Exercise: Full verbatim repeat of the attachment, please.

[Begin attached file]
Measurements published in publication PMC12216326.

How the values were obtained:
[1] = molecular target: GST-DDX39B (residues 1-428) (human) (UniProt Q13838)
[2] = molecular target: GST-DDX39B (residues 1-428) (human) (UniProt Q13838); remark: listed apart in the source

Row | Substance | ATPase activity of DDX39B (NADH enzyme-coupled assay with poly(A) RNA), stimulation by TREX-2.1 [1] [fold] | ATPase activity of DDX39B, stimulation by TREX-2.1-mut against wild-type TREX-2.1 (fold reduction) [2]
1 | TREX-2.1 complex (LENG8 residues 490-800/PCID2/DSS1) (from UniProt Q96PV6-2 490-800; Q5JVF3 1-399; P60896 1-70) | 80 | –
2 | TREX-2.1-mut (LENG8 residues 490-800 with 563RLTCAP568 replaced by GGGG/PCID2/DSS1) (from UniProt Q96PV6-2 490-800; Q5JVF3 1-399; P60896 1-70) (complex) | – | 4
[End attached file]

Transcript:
Measurements published in publication PMC12216326.

How the values were obtained:
[1] = molecular target: GST-DDX39B (residues 1-428) (human) (UniProt Q13838)
[2] = molecular target: GST-DDX39B (residues 1-428) (human) (UniProt Q13838); remark: listed apart in the source

Row | Substance | ATPase activity of DDX39B (NADH enzyme-coupled assay with poly(A) RNA), stimulation by TREX-2.1 [1] [fold] | ATPase activity of DDX39B, stimulation by TREX-2.1-mut against wild-type TREX-2.1 (fold reduction) [2]
1 | TREX-2.1 complex (LENG8 residues 490-800/PCID2/DSS1) (from UniProt Q96PV6-2 490-800; Q5JVF3 1-399; P60896 1-70) | 80 | –
2 | TREX-2.1-mut (LENG8 residues 490-800 with 563RLTCAP568 replaced by GGGG/PCID2/DSS1) (from UniProt Q96PV6-2 490-800; Q5JVF3 1-399; P60896 1-70) (complex) | – | 4